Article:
[African-Americana] [Dance] [Hancock, John. (1736-1793)]
Original Engraving of the 1793 Equality Ball
A very interesting original print showing John Hancock shaking hands with an African-American man at the "Equality Ball" given by Hancock in Boston in 1793. While other African-American men and women dance and one plays the violin, the governor warmly greets a man named Cuffey. Meanwhile, another white man in the corner holds his nose. The engraving appeared in The Echo, with other Poems (1807), an illustrated collection of poems by a group of "wits" including one satirizing the event. The caption is excerpted from the poem, which mocks free people of color's way of speaking: "While CUFFEY near him takes his stand, / Hale-fellow met, and grasps his hand-- / With pleasure glistening in his eyes, / 'Ah! Massa Gubbernur!' he cries, / 'Me grad to see you, for de peeple say / 'you lub de Neegur better dan de play.'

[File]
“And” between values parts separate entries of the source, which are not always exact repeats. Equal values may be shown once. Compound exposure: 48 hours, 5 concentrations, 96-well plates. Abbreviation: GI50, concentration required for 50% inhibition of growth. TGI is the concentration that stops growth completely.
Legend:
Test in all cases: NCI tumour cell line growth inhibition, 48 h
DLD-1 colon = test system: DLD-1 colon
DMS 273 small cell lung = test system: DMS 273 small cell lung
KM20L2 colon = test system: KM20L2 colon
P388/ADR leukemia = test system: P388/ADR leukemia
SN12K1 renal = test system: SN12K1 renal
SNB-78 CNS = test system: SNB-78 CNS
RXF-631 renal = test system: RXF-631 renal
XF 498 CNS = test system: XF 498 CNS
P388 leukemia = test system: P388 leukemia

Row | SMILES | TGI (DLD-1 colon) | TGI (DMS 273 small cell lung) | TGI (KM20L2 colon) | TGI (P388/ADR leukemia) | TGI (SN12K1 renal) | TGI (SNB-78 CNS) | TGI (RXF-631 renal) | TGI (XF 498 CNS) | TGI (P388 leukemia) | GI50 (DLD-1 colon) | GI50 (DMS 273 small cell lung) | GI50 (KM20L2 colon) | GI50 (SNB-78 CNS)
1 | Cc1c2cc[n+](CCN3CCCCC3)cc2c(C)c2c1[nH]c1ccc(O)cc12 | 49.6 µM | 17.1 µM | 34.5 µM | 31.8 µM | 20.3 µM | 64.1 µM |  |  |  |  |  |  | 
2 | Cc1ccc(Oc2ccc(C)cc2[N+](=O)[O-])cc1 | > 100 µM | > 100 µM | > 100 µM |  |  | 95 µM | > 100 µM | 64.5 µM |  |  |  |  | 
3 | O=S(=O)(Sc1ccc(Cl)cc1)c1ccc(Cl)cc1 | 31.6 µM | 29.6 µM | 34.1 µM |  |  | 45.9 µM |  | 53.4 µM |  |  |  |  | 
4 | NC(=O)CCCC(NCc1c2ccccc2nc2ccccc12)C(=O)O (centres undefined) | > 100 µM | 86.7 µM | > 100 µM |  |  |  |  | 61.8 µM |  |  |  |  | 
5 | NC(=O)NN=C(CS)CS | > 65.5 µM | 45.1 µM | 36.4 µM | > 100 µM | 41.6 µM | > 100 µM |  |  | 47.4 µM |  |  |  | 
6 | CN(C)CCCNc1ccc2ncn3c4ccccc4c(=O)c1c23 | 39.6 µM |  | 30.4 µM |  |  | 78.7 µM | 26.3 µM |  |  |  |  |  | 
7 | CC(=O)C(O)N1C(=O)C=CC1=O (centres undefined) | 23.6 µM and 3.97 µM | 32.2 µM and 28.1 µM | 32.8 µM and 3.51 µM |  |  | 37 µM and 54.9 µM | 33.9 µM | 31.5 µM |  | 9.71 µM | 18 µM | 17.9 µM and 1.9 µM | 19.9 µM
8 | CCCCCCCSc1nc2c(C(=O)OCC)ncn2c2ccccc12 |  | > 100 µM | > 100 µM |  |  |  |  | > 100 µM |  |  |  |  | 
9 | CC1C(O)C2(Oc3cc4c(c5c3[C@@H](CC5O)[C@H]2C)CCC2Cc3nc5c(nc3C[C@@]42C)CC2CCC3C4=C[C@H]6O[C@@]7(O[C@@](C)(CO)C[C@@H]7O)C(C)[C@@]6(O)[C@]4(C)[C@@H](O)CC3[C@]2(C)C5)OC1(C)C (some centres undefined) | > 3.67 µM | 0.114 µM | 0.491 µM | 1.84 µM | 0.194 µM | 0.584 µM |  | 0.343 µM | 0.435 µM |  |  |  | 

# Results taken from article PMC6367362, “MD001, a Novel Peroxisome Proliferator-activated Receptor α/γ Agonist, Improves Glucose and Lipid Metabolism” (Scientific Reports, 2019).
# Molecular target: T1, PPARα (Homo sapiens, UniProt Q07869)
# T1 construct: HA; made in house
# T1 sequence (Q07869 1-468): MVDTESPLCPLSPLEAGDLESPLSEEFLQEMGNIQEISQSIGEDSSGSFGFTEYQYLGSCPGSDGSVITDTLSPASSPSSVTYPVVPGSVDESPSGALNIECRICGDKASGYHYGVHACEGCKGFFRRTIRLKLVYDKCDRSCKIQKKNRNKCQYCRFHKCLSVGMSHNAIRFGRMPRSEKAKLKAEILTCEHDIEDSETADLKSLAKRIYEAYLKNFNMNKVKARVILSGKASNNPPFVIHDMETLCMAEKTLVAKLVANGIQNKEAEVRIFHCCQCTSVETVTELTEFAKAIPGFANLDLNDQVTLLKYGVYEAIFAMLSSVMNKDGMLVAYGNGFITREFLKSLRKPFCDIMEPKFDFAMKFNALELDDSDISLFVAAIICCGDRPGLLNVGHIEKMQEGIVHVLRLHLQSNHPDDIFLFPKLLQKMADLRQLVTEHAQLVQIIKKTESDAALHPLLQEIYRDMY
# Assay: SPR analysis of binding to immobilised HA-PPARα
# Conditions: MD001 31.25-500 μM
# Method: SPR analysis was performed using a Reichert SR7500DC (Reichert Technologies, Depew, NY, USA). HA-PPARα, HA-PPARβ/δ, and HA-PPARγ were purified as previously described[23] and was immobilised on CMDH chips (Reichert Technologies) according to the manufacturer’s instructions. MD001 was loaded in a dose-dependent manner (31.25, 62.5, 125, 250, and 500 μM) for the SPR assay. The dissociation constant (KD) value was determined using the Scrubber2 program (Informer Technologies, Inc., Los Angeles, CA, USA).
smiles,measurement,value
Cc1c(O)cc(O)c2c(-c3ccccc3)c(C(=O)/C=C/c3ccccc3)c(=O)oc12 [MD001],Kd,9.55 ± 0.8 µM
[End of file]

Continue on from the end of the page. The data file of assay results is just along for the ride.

Engraved by Leney after Tisdale and captioned "Page 66. Echo 10." Overall foxing and toning, with three pen strokes at the upper right and two small mounting remnants; overall in very good condition. 7.5 x 4.75 inches (18.9 x 12.4 cm).
See: Robert H. Gudmestad, 'Dance,' in Encyclopedia of African American History, 1619-1895: From the Colonial Period to the Age of Frederick Douglass, pp. 363-366.
Joanne Pope Melish, Disowning Slavery: Gradual Emancipation and 'Race' in New England, 1780-1860.
Culture, Ethnicity & Gender